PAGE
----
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Can anyone tell me if this code:

public class OvTester {
    @Override
    public int hashCode() {
        return toString().hashCode();
    }
}

determines that the toString method in the OvTester class overrides the toString method in its superclass.

I'd like to know if this is true, and if so how it works?

If it's not true, then is this true:

"the hashCode() method in OvTester must override the same name method in its superclass"

?

If that's not correct then what is correct?

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1  
Your class doesn't seem to have a superclass, so this would fail. –  Sirs Aug 23 '11 at 11:47
7  
of course it has a superclass - java.lang.Object –  Bozho Aug 23 '11 at 11:48
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6 Answers 6

up vote 5 down vote accepted

Method overriding happens when you redefine a method with the same signature in a sublcass.

So here you are overriding hashCode(), not toString()

The @Override annotation is optional (but a very good thing) and indicates that this is expected to be overriding. If you misspell something or have a wrongly-typed parameter, the compiler will warn you.

So yes, the 2nd statement is true (and the superclass in this case is java.lang.Object)

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The @Override annotation does not "determine" anything. It is simply a flag that tells the compiler to raise an error if the annotated method is not overriding a superclass or interface method. It's a tool for developers to help maintain their sanity, and nothing more.

In this specific case, it is simply noting that the hashCode() implementation in OvTester is overriding the hashCode() method defined in Object. This has nothing at all to do with toString(), and calling the superclass's toString() method from your hashCode() method will not/is not the same thing as overriding toString().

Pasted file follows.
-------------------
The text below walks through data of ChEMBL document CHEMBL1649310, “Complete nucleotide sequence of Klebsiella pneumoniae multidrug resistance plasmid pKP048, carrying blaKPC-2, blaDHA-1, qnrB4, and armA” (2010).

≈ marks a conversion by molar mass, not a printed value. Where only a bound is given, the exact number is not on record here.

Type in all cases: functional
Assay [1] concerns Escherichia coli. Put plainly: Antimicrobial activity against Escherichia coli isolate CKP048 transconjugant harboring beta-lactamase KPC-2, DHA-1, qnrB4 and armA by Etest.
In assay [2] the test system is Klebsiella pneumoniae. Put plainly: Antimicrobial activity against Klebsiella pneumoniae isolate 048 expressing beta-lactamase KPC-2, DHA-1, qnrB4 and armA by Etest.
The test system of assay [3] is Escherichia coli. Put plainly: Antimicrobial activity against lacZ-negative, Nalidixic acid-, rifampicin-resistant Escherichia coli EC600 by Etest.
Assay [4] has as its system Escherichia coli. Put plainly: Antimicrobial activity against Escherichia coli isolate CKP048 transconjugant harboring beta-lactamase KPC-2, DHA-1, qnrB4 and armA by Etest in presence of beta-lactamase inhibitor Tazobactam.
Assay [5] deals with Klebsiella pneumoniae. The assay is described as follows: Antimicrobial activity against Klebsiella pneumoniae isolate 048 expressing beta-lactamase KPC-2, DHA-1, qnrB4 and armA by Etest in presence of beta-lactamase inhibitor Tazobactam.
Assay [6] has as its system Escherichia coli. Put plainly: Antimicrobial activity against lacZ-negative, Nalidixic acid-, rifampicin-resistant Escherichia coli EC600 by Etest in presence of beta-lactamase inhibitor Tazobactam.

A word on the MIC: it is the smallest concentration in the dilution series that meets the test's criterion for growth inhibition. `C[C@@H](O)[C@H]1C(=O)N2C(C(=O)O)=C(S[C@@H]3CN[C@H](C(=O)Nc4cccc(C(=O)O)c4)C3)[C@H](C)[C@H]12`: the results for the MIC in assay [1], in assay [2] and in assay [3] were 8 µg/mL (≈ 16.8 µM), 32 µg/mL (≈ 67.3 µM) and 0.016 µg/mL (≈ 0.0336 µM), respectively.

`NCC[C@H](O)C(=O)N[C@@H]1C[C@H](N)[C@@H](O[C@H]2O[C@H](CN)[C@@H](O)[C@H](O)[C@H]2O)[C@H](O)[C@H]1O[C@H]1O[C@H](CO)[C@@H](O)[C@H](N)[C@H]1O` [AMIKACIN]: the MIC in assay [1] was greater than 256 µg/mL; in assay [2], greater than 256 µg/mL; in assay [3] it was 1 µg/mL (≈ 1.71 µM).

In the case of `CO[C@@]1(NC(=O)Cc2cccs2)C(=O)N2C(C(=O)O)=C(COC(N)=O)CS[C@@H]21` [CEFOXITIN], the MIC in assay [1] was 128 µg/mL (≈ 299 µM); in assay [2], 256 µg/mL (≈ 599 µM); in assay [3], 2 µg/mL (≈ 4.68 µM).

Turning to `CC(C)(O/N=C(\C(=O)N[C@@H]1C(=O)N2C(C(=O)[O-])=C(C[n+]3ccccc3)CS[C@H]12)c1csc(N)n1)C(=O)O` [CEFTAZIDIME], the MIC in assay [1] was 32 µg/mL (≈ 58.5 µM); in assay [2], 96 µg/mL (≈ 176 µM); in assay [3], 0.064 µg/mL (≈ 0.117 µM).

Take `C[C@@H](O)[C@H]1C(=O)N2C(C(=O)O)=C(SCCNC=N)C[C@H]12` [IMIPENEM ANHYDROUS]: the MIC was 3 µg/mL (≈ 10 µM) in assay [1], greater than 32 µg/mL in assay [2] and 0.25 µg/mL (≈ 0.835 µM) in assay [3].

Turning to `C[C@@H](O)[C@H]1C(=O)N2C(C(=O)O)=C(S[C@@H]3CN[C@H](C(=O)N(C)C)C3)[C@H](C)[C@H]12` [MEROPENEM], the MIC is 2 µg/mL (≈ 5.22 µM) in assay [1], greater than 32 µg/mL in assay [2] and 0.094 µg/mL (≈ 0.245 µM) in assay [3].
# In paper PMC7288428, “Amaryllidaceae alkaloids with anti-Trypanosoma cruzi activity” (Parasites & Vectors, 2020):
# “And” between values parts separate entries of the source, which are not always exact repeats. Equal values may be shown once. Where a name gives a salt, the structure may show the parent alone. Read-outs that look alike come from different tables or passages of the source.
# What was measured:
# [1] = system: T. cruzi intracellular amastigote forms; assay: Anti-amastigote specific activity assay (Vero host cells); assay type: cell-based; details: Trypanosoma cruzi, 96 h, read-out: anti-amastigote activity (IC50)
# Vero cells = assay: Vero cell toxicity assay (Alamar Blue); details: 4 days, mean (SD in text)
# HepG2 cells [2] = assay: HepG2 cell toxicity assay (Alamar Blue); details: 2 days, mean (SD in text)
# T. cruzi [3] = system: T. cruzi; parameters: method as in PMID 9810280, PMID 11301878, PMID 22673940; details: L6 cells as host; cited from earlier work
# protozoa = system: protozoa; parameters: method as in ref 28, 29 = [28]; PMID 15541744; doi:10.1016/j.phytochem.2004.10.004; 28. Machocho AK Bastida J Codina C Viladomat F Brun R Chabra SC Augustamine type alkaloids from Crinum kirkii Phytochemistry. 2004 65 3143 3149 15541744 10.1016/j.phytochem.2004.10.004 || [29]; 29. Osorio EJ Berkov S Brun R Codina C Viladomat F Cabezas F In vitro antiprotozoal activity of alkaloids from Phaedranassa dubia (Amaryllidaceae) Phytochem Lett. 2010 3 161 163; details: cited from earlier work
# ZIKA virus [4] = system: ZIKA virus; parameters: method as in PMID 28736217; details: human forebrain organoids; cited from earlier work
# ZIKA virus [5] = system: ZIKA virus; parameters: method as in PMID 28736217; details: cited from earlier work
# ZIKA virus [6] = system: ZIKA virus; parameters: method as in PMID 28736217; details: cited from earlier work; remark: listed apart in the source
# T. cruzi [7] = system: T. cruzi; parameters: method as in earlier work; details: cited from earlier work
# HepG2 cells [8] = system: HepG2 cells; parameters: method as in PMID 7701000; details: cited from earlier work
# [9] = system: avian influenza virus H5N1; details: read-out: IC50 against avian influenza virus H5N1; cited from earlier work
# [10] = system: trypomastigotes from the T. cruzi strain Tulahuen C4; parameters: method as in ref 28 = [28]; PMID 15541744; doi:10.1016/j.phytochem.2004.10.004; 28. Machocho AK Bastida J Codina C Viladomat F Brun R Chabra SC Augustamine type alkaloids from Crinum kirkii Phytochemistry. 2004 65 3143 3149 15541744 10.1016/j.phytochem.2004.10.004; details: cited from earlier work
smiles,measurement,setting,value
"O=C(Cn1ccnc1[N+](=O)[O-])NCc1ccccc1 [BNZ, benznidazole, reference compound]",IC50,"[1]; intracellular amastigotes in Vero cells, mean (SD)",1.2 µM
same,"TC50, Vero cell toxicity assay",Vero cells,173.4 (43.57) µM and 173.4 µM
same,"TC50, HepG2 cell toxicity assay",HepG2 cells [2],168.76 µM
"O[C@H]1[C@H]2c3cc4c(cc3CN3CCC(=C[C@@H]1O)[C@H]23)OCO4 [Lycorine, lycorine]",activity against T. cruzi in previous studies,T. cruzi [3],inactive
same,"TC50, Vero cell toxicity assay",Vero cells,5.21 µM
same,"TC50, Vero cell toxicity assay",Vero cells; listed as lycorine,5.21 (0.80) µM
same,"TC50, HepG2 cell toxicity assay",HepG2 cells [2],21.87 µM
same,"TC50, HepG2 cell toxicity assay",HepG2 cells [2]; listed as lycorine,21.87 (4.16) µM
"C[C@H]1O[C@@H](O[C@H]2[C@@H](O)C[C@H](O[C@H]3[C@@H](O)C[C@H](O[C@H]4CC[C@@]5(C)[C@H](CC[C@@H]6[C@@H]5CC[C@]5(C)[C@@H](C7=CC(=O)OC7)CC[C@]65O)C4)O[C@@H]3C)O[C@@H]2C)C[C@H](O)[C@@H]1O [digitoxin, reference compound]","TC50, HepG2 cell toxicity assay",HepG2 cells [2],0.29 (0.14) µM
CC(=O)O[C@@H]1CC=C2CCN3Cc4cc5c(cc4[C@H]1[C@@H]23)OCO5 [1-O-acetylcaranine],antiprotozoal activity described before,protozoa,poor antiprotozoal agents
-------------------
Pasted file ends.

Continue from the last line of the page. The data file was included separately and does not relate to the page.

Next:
is this true? the hashCode() method in OvTester must override the same name method in its superClass?

That is indeed true, in the sense that the annotation will cause the compiler to raise an error if there is not an overridable hashCode() method in the superclass that matches the signature of the annotated method.

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I'd like to know if this is true, and if so how it works?

No, it's not exactly true.

The @Overrides annotation says that "this method overrides the method with the same name in the super class".

In this case the hashCode of OvTester overrides the hashCode in Object.

if its not true, then is this true: the hashCode() method in OvTester must override the same name method in its superClass?

Yes. That's exactly how it works.


When one method doesn't do anything else than to call another method (almost what you got in your example) it is usually referred to as a delegate method. Perhaps that's what you're confusing this with.

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No, it will only mean that the hashCode() method is being overridden. The compiler will check at compile time that hashCode() really is a method (with that signature) that is being overridden.

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@Override is just compile time check if the implementer really overrides the method.

if you try overriding

@Override
public void equals(Object ob){

}

it will fail to compile

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That code overrides the hashCode() method form the base Object class. The toString() method still has the original implementation.

To override the toString(), you do the following:

@Override
public String toString() {
    //Your own toString() implememntation here
}

As long as the method in the child class has the same name and signature as the method in the parent class, AND the method in the parent class is NOT private it will be overidden(regardless of the presence of the annotation @Override)

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